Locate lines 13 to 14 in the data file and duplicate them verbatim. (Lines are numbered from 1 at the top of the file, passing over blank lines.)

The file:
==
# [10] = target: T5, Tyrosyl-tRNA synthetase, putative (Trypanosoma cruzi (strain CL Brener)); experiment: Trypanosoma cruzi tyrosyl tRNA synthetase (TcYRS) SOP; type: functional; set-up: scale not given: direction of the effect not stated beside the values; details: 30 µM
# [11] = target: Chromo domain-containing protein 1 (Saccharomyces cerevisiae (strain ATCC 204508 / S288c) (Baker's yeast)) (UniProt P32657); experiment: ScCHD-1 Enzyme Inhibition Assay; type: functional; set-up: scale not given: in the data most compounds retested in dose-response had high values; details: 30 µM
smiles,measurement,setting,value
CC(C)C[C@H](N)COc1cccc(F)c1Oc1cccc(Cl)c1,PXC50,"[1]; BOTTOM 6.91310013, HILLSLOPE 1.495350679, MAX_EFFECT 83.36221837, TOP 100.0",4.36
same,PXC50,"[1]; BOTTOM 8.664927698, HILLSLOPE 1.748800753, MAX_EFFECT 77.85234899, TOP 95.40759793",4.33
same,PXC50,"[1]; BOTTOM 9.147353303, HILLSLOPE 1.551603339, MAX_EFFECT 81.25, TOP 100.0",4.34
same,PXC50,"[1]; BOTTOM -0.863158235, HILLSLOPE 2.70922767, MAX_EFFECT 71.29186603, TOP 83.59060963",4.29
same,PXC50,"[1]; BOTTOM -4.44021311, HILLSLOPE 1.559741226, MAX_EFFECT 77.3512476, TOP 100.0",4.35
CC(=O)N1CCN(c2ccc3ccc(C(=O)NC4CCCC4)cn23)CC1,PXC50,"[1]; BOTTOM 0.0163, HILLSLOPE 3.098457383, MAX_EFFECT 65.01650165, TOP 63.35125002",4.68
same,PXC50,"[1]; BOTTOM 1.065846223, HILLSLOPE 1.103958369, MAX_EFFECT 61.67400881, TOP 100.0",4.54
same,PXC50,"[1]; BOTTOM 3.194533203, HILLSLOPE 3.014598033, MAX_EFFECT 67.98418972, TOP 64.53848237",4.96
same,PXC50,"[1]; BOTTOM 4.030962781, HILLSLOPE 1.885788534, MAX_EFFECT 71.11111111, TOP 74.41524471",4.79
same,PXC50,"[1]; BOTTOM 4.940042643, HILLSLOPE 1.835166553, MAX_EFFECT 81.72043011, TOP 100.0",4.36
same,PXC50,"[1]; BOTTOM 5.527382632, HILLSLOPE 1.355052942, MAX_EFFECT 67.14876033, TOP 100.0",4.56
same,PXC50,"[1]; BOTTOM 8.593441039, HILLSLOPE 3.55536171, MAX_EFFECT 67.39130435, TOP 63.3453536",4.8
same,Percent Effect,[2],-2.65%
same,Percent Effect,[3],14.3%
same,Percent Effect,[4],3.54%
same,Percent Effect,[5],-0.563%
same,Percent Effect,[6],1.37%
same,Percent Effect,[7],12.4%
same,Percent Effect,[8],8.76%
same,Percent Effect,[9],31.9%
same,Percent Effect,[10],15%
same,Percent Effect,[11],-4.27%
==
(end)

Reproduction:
same,PXC50,"[1]; BOTTOM 4.940042643, HILLSLOPE 1.835166553, MAX_EFFECT 81.72043011, TOP 100.0",4.36
same,PXC50,"[1]; BOTTOM 5.527382632, HILLSLOPE 1.355052942, MAX_EFFECT 67.14876033, TOP 100.0",4.56